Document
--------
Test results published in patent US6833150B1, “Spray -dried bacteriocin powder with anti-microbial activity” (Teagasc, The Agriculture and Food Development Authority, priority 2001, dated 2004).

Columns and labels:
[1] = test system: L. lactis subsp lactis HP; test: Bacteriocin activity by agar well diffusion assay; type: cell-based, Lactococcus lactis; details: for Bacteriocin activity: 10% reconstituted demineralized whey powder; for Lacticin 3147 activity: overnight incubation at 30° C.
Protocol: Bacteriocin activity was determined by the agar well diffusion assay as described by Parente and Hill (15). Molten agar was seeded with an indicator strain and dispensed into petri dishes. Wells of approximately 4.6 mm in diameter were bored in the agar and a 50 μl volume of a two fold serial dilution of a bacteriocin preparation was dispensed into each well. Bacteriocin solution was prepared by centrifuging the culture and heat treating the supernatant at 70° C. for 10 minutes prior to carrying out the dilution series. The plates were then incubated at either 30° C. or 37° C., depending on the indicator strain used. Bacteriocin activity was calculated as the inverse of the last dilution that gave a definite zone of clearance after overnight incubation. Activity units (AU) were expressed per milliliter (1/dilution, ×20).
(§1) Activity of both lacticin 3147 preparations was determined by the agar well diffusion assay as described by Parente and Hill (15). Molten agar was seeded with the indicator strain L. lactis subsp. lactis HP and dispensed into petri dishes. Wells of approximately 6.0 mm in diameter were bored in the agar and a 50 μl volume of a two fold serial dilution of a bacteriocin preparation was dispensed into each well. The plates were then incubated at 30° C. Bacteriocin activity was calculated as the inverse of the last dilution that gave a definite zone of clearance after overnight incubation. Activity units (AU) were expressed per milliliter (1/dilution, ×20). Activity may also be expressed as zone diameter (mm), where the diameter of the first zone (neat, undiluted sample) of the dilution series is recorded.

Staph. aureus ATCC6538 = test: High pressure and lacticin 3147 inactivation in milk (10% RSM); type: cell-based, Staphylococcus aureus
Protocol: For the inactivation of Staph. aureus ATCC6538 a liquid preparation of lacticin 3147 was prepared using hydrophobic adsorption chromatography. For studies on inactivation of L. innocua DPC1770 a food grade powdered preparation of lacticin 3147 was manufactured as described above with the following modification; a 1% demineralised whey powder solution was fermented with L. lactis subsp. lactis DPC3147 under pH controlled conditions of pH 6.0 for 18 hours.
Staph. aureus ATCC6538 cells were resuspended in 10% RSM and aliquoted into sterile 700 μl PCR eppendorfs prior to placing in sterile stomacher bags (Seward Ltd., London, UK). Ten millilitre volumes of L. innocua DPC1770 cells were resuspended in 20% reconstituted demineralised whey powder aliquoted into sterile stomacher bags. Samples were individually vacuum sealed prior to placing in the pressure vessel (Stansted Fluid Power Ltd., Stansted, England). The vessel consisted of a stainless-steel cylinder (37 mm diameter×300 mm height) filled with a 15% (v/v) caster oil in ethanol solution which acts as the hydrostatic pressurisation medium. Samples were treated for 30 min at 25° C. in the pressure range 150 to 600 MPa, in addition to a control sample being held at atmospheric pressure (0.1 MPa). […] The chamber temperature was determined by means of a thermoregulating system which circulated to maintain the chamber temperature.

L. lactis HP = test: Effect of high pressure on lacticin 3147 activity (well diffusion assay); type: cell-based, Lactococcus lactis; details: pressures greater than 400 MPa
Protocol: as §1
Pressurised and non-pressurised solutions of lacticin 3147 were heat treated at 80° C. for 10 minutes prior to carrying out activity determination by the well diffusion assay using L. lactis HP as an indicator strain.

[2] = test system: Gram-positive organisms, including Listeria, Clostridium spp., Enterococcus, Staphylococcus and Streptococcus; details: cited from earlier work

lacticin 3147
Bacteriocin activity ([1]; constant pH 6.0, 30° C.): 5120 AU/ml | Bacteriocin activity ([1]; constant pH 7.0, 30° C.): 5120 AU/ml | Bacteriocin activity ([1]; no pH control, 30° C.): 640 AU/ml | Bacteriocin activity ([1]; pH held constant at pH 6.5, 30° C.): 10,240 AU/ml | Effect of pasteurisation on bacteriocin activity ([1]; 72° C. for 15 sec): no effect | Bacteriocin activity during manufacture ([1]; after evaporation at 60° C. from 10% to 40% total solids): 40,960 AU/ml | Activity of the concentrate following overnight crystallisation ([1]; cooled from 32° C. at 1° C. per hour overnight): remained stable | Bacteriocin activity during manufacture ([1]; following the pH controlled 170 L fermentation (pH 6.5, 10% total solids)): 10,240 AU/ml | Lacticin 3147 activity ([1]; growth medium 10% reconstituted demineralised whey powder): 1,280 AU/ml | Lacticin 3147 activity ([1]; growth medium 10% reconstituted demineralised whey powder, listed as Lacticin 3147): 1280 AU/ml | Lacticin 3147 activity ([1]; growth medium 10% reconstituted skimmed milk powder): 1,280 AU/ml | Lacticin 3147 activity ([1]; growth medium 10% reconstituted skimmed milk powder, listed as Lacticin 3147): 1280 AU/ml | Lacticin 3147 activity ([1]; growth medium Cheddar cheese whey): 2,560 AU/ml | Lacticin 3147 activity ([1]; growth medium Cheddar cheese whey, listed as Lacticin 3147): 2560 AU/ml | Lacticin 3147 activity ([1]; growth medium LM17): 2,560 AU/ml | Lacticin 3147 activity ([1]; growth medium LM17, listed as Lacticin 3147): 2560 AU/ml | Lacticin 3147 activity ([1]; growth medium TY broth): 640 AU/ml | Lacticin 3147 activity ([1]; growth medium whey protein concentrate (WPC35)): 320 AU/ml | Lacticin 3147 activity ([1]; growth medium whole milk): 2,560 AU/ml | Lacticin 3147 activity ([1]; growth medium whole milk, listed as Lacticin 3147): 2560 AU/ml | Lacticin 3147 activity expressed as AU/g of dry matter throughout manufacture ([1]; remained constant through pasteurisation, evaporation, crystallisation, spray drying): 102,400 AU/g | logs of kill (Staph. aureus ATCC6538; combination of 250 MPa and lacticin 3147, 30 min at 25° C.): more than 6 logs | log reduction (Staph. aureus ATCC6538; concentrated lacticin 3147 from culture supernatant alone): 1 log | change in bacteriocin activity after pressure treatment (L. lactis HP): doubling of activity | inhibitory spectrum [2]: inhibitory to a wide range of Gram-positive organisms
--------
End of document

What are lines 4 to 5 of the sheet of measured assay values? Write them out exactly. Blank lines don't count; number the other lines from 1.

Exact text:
Protocol: Bacteriocin activity was determined by the agar well diffusion assay as described by Parente and Hill (15). Molten agar was seeded with an indicator strain and dispensed into petri dishes. Wells of approximately 4.6 mm in diameter were bored in the agar and a 50 μl volume of a two fold serial dilution of a bacteriocin preparation was dispensed into each well. Bacteriocin solution was prepared by centrifuging the culture and heat treating the supernatant at 70° C. for 10 minutes prior to carrying out the dilution series. The plates were then incubated at either 30° C. or 37° C., depending on the indicator strain used. Bacteriocin activity was calculated as the inverse of the last dilution that gave a definite zone of clearance after overnight incubation. Activity units (AU) were expressed per milliliter (1/dilution, ×20).
(§1) Activity of both lacticin 3147 preparations was determined by the agar well diffusion assay as described by Parente and Hill (15). Molten agar was seeded with the indicator strain L. lactis subsp. lactis HP and dispensed into petri dishes. Wells of approximately 6.0 mm in diameter were bored in the agar and a 50 μl volume of a two fold serial dilution of a bacteriocin preparation was dispensed into each well. The plates were then incubated at 30° C. Bacteriocin activity was calculated as the inverse of the last dilution that gave a definite zone of clearance after overnight incubation. Activity units (AU) were expressed per milliliter (1/dilution, ×20). Activity may also be expressed as zone diameter (mm), where the diameter of the first zone (neat, undiluted sample) of the dilution series is recorded.